Be grateful. Many people have supported you up to this point, and they will likely continue to support you through the next stage as well: grad school, a book, job relocation, big promotion, conference, or dissertation ahead. Find small ways to say thank you as often as you can to your key supporters. Most of us is only as strong as our social support team. My grad program was known for encouraging graduates hand write thank you notes on the engraved stationery. Be the one in ten job applicants that remembers to acknowledge the people. Everyone is just as tired, busy, and stressed as you are. Make the time! This practice will serve you well in the professional circle because it is so rare. An email note of appreciation is free but it’s also priceless.
Be You. What makes this world fun is that we are all different. What makes this world crazy hard is that we are all different. Learn to accept yourself, your strengths and your idiosyncrasies together. You aren’t perfect but you are ALL you’ve got. Be the best version of YOU that you can be by making consistent investments in your own self-care. There are far too many depressed and anxious clinicians, scholars and educators. We need YOU to be healthy in mind, body and spirit.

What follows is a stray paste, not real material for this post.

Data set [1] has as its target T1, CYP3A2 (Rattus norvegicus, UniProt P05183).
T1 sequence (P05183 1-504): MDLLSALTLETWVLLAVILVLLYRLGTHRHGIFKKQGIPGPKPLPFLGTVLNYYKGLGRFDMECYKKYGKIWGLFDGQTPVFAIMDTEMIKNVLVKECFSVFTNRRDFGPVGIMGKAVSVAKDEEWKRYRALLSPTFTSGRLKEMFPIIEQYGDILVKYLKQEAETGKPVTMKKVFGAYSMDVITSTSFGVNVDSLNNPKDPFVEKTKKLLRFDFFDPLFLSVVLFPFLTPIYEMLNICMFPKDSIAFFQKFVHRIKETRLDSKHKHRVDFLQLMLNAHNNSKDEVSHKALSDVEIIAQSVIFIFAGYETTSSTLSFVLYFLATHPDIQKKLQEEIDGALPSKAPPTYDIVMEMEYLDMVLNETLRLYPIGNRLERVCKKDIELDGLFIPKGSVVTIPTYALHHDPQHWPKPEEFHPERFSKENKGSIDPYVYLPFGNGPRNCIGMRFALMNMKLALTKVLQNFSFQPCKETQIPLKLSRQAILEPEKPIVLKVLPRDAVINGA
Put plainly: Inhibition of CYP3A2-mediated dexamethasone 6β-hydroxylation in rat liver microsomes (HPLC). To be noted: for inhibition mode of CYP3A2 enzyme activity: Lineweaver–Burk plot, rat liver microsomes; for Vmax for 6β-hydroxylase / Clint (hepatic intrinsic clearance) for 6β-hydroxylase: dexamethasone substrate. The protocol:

Watch your back. The principle remind us that people are watching us. Someone is standing behind you waiting for your leadership. Most of us are where we are because someone showed us the ropes. They took the time to say (In love) you are doing it wrong. They noticed we were crashing and burning, and they took the time to help. Be that mentor for someone else. As you progress, you will get even busier, but the people that you mentor will one day be your allies and your colleagues. Treat them well and invest in them the way that someone did for you.
So my last tip or Principle on Excellence is “Write your own tip!” Everyone’s path is different. You don’t know what lies ahead, and if you think you know, I guarantee you 5 minutes after you get comfortable, something unexpected will occur and you will need to re-group. Be willing to take your time and make mistakes. Excellence is not really about getting it right or getting it done first. Excellence is moving beyond complacency and simply NOT giving up. Work “as if” you know you’ll make it. And one day, you will realize it’s true: the Big Dream is here.
What would you try if you absolutely KNEW you could not fail? – author unknown